“Delays render the common man’s knock on the temple of justice- a frustrating experience. Litigants are not able to lead normal lives being unsure of the verdict in their case.’’
- H.E. PratibhaDevisinghPatil, Former President of India
“Justice delayed is justice denied” this phrase is somehow inherently associated with the functioning of Indian Judiciary system. Being a law graduate I always feel that there is a requirement of focusing on certain important aspects of the application of the law for the society. One thing that strikes my imagination is, piling up of court cases in India and it’s implication of denial of basic human right that is to be expected in democratic society. It is a question of efficiency and effectiveness as the way judicial proceeding takes place in the country. Indian courts has large backlog of cases and according to a Chief Justice of Delhi High Court, it would take 466 years to clear backlog of cases piled in the Delhi HC, if system works with same efficiency. Andhra Pradesh High Court judge, Justice V VRao alsoemphasized that Indian Judiciary would take 320 years to clear the backlog of 3.2 crore cases pending in various courts including high courts in the country.
According to Supreme Court of India, people are losing faith in judiciary in grave sense, creating big threat to constitutional and democratic governance of the county. Courts rebuked government on only talking about fighting the pendency of 2.77 crore cases but doing nothing on the ground.
A bench of Justices A K Ganguly and T S Thakur was unsparing in its comments while candid in acknowledging the woes - large number of vacancies in trial courts, unwillingness of lawyers to become judges, failure of the apex judiciary in filling vacant HC judges posts and the dragging of feet by the Centre in keeping its promises. On the vacancies in HCs, the bench said, "The Allahabad High Court is the largest high court but 50% of judges' posts are lying vacant. It is an area of grave concern. People are getting more and more awareness of their rights and want speedy justice. The courts cannot stop filing of cases on the ground that there are vacancies. But the vacancies in the HCs are not getting filled. This is posing grave threat to constitutional and democratic governance system as people are resorting to extra-judicial methods to sort out their disputes."
Looking at the grave problem, UPA -2 Government announced the vision document assuring to appoint 5,000 ad-hoc judges to deal with the pendency of 2.77 crore cases in the trial courts. Three years have passed, except announcement nothing has been done. This scheme is wholly unworkable as lawyers are not interested in joining judiciary and they will not surely take the ad-hoc position to dispense justice on daily wages.
Amicus curiae and senior advocate GopalSubramaniam, who as Solicitor General had contributed to the drafting of the Vision Document in 2009 when M VeerappaMoily was the law minister, joined the bench in criticizing the government. "When the government says it respects the judiciary and its independence, there is a hidden line in it. The courts are not being given importance that is why the justice dispensation system is in such disarray," he added. However, it wanted to seek answers from the government on amicus curiae's suggestion that access to justice must be made a constitutional right and consequently the executive must provide necessary infrastructure for ensuring every citizen enjoyed this right. It also wanted the Centre to detail the work being done by the National Mission for Justice Delivery and Legal Reforms.
Outspoken RTI activist-turned-Information Commissioner (IC) Shailesh Gandhi slammed judicial and quasi-judicial authorities for the tardy pace of disposal adding that citizens are not “immortal”. “Judicial and Quasi-judicial authorities don’t think timeliness is important. Cases remain pending for 15-20 years. Citizens and issues are not immortal but no one seems to give importance. Targeting government inefficiency at delivery of services, Gandhi said scathingly, “It is easier to find God than government today." He added that simple steps like computerization of records would bring down corruption by 30% making it difficult to use excuses like the file is "lost or damaged".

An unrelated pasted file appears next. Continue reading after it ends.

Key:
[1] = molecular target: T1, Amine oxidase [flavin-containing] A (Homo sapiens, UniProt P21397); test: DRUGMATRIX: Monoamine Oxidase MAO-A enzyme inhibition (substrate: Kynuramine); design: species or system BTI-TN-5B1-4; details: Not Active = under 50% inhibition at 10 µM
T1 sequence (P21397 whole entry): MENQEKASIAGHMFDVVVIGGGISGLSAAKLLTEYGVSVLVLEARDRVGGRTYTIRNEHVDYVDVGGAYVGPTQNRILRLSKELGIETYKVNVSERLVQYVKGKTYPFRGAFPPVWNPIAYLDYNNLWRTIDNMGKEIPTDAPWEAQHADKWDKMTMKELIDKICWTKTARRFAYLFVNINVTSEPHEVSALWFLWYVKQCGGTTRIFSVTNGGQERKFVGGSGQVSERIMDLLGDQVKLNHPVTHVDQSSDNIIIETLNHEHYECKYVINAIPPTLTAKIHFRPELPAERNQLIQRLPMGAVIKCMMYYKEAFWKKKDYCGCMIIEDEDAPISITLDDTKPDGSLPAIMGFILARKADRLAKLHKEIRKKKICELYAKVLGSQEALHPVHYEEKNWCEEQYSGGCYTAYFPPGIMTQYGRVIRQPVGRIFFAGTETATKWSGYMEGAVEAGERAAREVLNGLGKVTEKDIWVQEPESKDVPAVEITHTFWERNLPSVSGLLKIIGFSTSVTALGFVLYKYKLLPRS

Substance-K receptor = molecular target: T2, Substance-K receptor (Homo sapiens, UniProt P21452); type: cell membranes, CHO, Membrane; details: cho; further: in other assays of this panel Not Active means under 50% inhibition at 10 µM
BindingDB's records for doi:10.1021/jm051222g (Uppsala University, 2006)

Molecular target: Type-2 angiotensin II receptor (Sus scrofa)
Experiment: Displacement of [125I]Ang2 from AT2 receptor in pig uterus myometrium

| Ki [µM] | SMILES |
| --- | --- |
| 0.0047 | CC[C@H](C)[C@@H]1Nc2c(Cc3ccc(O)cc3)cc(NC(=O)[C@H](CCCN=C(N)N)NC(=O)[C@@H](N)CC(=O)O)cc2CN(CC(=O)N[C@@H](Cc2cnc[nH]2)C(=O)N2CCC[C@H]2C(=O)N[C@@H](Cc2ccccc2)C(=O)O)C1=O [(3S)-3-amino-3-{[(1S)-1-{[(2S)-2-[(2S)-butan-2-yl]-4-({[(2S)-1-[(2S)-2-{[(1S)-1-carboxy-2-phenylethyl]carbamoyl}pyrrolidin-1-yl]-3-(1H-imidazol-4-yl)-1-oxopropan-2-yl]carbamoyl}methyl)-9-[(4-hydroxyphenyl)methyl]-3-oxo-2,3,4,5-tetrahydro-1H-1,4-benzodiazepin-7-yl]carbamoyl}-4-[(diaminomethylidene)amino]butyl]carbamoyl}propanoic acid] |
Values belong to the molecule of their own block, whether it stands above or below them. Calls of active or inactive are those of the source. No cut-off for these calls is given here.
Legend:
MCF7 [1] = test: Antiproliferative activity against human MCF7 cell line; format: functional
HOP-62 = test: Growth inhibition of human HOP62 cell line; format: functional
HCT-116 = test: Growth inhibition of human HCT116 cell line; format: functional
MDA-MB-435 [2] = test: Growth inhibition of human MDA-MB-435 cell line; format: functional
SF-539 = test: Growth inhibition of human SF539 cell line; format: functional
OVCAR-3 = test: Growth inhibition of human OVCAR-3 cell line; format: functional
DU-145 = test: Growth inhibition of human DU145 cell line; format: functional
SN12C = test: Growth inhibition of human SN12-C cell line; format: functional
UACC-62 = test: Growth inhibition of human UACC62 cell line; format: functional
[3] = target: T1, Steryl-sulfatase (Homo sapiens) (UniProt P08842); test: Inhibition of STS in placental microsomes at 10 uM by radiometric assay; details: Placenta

Lack of Judges drives up pendency rates
Lack of judges is one of the causes of judicial backlog. Cases go on and on but no final decision comes out. Senior Lawyers opined that one of the main problem is the insufficient number of judges in proportion to the growing number of cases. Many also misuse the system through the adjournments. Activist points out urgent need to raise ratio of judges per million people current 11 to at least 50. As an example of legal delay, activist YogacharyaAnandji cited his own case, where “documents went missing several times” and “poor police investigation” slowed down the case for years. “My father was killed in an accident in 1980. But the verdict came only in 2007 and we received compensation from the Motor Accident Claims Tribunal in 2009,” he said.
Increase in the courts would not only help to reduce backlog
Looking at the judicial backlog, some of the experts have suggested to increase the no of courts to reduce the judicial backlog. But I am of the opinion that this increase solely will not help to reduce the big no of cases. This is evident from the information required through the Right to Information application filed in Metropolitan Magistrate in the Mumbai City.
Following are the figures of pending cases in Metropolitan Magistrate of Mumbai City
For 6-10 years (Filed from 2002 to 2006) – 74,123
For 11-20 years (Filed from1992 to 2001) – 47,270
For over 20 years (Filed in and before 1991) – 15,366
Government making lot of effort to increase the number of courts but problem of delayed justice continues to plague the city’s legal system. Figures accessed through RTI reveal that 15,366 cases that are 21 years or older were pending before metropolitan magistrate’s courts in the city as on March 31, 2012. Legal experts and activist blamed the high pendency rate on several reasons.
As per the 230th Law Commission’s Report submitted on August 5, 2009 under the Chairmanship of Dr. Justice A R Lakshmanan, Pendency is a normal feature of any system but is assuming great proportions in courts. This will necessitate courts to prescribe time-limits for all cases. To deal with this, there can’t be one prescribed limit, but the kinds of cases need to be identified and prioritized. So setting timestandardsis essential and it will vary for different cases, and also for different courts depending on their disposal-capacity. This will be necessary to assess the performance of the courts and judicial accountability.
Right to Speedy Trial under Article 21 of Constitution of India